Monday June 17
Lumholtz’s tree kangaroos are only found in a small pocket of rainforest in far north Queensland, with most Australians not even knowing they exist.
Now the creatures which normally nestle high up in the treetops are being found in odd places on the Atherton Tablelands, west of Cairns, including schools, sheds and in the middle of roads, unable to see and confused.
A researcher has said the cause of the kangaroos’ vision was most likely caused by a virus potentially caused by changing climatic conditions.
Veterinarian Andrew Peters, a senior lecturer in wildlife health and pathology at Charles Sturt University, has been examining tissue from the affected animals and has found evidence of optic nerve and brain damage.
“We have some evidence to suggest that this may be a new viral infection, potentially even a new virus,” Dr Peters said.
“What we know is a lot of wildlife diseases, particularly new viral infections, are caused by changes to the environment.”
Karen Coombes who studied the species for her PhD and founded the Tree Roo Rescue and Conservation Centre, has been caring for injured tree kangaroos on her property near Malanda for two decades.
Most of the animals in her care are blind.
“Seven years ago, my husband and I would rescue a couple a year – mostly [after] dog attacks and car strikes,” Dr Coombes said.
“And then there was this one ‘roo in particular that I noticed was bumping into things.”
Dr Coombes said the tree kangaroos, which normally are near-impossible to spot in the treetops where they like, are being found in strange locations.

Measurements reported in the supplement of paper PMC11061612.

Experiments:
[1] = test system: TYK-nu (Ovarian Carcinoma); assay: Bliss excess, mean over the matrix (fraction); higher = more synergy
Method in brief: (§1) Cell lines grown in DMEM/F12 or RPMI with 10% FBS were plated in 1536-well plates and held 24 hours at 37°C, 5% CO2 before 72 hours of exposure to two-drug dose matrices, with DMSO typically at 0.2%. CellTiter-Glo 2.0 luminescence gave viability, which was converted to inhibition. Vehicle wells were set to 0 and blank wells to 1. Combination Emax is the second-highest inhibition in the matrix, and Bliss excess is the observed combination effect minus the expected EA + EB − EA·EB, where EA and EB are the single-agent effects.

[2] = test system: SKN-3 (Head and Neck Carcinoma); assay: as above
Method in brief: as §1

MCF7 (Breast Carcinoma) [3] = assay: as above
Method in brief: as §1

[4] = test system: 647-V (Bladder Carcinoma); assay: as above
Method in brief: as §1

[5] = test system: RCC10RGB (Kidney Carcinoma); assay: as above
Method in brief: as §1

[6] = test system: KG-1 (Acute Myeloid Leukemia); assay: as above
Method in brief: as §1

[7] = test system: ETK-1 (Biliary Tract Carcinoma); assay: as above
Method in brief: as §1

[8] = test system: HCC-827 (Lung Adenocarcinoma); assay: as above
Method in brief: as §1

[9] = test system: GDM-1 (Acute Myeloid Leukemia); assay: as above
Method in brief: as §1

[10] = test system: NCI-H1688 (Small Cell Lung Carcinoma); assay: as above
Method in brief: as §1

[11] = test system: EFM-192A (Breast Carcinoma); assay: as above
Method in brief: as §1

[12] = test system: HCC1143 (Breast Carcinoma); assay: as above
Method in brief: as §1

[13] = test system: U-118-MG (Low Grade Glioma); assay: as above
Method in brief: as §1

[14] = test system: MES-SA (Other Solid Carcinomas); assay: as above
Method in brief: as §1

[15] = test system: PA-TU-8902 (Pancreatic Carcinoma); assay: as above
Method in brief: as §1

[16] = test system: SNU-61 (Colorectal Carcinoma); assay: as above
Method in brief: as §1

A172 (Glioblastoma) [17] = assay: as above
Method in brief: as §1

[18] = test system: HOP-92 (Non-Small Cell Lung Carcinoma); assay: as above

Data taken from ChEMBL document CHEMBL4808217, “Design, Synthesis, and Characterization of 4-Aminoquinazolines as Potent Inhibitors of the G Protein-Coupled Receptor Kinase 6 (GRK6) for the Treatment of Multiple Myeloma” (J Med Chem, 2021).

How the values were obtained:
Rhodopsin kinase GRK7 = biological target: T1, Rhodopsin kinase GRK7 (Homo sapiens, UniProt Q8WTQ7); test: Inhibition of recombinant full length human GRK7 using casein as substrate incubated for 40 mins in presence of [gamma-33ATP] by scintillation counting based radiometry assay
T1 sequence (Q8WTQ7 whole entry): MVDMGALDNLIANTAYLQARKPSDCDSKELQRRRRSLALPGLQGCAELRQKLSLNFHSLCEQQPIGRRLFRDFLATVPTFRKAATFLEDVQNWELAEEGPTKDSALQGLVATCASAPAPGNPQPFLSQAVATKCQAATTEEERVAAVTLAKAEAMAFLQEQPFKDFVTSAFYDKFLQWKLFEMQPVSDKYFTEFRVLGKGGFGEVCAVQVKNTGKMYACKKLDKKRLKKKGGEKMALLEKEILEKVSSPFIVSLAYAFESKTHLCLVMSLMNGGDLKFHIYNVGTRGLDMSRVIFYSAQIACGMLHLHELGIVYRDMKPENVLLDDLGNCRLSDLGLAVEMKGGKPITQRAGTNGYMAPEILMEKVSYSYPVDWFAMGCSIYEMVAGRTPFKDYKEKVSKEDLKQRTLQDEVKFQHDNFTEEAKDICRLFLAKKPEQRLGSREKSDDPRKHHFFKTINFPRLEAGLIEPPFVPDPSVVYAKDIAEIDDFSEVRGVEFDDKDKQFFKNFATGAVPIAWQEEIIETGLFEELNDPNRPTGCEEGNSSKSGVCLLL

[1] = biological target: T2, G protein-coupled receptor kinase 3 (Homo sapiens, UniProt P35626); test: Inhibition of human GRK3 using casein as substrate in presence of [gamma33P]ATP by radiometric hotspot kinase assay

“Because they can’t see properly, they are getting confused and ending up in places where they shouldn’t be, like schools and backyard sheds,” she said.
She said she believed successive dry periods in the area had contributed to the species’ eye problems.
The marsupials only eat the leaves of the rainforest trees that they inhabit.
“The leaves are fairly toxic but because we have had drier-than-normal weather over the past seven years, the leaves are probably more toxic than normal,” Dr Coombes said.
“Because the trees are getting less water, these toxins might be concentrated more.”
Dr Andrews said the theory could be the reason for the marsupials going blind.
“It’s definitely a suggestion worth looking at,” he said.
“The most important thing is that we detect this early, work out what’s caused it and what’s behind that.”
“Then we can work with communities to start to build solutions and to help change the way kangaroos are behaving.”
A top Melbourne transport cop has been left in hospital with serious head and rib injuries after being violently attacked at a train station on Saturday night.
Chris O’Neill, Transit and Public Safety Command Assistant Commissioner was kicked and punched in the head and chest near Heyington Railway Station in Toorak at about 5:30pm on Saturday.
The 60-year-old remained in hospital on Monday morning with serious head injuries and broken ribs.
Police said, O’Neill was unable to move his upper torso and was undergoing tests on his head.
Police are yet to make any arrests over the assault but have released images of two men they believe can assist them with their investigation.
Staff told investigators that they spoke to suspects on the train about antisocial behaviour before they left the carriage.
It is believed they assaulted Assistant Commissioner O’Neill shortly afterwards, then fled in an unknown direction.